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21. Prelude to the Seven Last Plagues (Rev 15:1-8)


Chapter 15 is introductory and prepares the reader for the execution of the judgments described in chapter 16. They are first described as the seven last plagues and then as seven bowls full of the wrath of God (vs. 7; 16:1). These seven plagues will chronologically bring to an end the ordered events of the Tribulation judgments in a dramatic crescendo. The plagues described here are extremely severe and occur in rapid succession, which adds greatly to their severity. The plagues are culminated by the return of the Lord Jesus Christ and the final phase of Armageddon. The purpose of chapter 15 is a vindication of God’s holiness. It shows these judgments stem from the holiness of God and the perfection of His plan. Under the three figures of God’s final judgment—the cup of wine (14:10), the harvesting of the earth (14:14-16), and the vintage (14:17-20), chapter 14 has anticipated what is now more thoroughly developed under the symbolism of the seven bowls.

Remember, the seven plagues and seven bowls used in this chapter refer to the same judgments. The use of different terms is designed to display the different aspects and character of these last judgments. They are plague-like calamities, and each is poured out suddenly, all at once as the contents of a bowl when it is turned over.


Chronologically speaking, remember that we are first given a graphic description of six seals (6:1-17), but the seventh (8:1) is never described. We are only told that when it is broken, there is silence in heaven (8:1). The implication is that the seven trumpets come out of the seventh seal and actually express the content of the seventh seal (8:1-9:21; 11:15-19). This seventh trumpet takes us up to the return of Christ and includes within its judgments the events of the seven last plagues or bowls of chapters 15 and 16, which occur rapidly at the end. The final great event is the return of the Lord Jesus Christ in glory (19:11-21).

Again, let’s not forget that chapters 10:1-11:4; 13-14; and 17:1-19:10 are interludes and do not advance the Tribulation events chronologically. They simply fill in the picture of the Tribulation giving important details about key personages, events and concepts. Alan writes:

The inclusive series of bowl judgments constitute the “third woe” announced in 11:14 as “coming soon” [see comment on 11:14]. Since the first two woes occur under the fifth and sixth trumpets, it is reasonable to see the third woe, which involved seven plagues, as unfolding during the sounding of the seventh trumpet, when the mystery of God will be finished (10:7) … These last plagues take place “immediately after the distress of those days” referred to by Jesus in the Olivet Discourse and may well be the fulfillment of his apocalyptic words in Mt 24:29. Significantly, the next event that follows this judgment, the coming of the Son of Man in the clouds (Mt 24:30-31), is the same event John describes following the bowl judgments (19:11).193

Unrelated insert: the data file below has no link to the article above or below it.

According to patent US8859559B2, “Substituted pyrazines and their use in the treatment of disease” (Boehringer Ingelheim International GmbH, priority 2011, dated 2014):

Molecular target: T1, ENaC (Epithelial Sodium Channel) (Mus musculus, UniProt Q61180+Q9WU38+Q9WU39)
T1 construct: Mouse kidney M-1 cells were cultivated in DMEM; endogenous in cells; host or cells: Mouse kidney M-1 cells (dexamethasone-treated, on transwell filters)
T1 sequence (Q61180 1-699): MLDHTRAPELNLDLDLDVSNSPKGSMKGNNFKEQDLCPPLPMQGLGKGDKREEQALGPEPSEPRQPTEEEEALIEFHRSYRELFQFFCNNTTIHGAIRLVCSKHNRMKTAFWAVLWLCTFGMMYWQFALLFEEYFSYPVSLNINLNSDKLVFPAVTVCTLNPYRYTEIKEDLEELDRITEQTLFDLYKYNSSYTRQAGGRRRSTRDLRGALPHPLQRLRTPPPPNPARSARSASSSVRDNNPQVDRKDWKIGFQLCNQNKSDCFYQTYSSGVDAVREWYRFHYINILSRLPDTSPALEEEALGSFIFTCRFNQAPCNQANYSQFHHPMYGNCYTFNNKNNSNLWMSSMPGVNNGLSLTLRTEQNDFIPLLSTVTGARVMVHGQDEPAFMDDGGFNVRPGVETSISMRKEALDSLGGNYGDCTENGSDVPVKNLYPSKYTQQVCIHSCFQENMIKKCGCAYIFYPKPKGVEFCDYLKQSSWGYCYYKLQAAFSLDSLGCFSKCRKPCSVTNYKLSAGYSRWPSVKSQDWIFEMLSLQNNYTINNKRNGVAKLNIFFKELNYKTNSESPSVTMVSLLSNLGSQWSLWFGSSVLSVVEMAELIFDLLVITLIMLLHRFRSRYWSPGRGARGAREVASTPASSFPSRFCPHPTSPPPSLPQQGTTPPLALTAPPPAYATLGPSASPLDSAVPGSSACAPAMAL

The Prelude to the Bowl Judgments

The Sign in Heaven (1)

John sees another sign in heaven, which he described as great and marvelous. “Another” (allos) means another of the same kind. It is a different sign, but with the same purpose. As seen previously, the term “sign” refers to something that is used as a symbol to signify and teach an important truth. Here in this scenario, the seven angels with the seven last plagues point to God’s judgment on the beast, his system, and his worshipers. The other signs previously mentioned are those in 12:1 and 3 (Israel, the woman, and the red dragon who is the head and source of the empire of the beast).

The sign is called “great” because of the awesome implication of these judgments in both extent and degree. “Marvelous” means “wonderful, awe inspiring,” and shows the effect this sign had on the heart and soul of John. It should have the same effect on us the same way as we think on the results these plagues will have. Not only will they result in the return of the Lord, but they also will lead to the establishment of His righteous rule on earth when God’s will will be done on earth just as it is in heaven.

In the “seven angels with seven last plagues” we again see the number seven, the number of perfection and completion. That there are seven plagues again reminds us these judgments will accomplish a perfect and complete work on earth to prepare its inhabitants for the return of Jesus Christ. These plagues will demonstrate as never before the rebellious heart of man and the character of Satan and His kingdom. In so doing, they will vindicate the glory and holiness of God. These judgments are not vindictive, but they are vindicative.

“The seven last plagues” is literally “seven plagues, the last ones.” This construction draws our attention to the fact these are the last of God’s judgments of this period and suggests the preceding judgments (seven seals and trumpets) were also plagues. “Plague” is plhgh, “a blow, stripe, wound,” then a “calamity, plague,” is metaphorical of divine judgment. These plagues constitute God’s wrath poured out on man in his rebellious and sinful state. “Last” shows these are the climactic judgments, those that occur in rapid sequence and with greater intensity. As the last judgments, they will be concluded by the personal return of the Lord Jesus and His personal defeat of the enemies of God and His people.

“For in them is filled up the wrath of God.” This clause, introduced with “for” (the Greek %oti, a causal conjunction pointing us the reason these are the last plagues), explains and points us to the reason for these plagues as the last ones.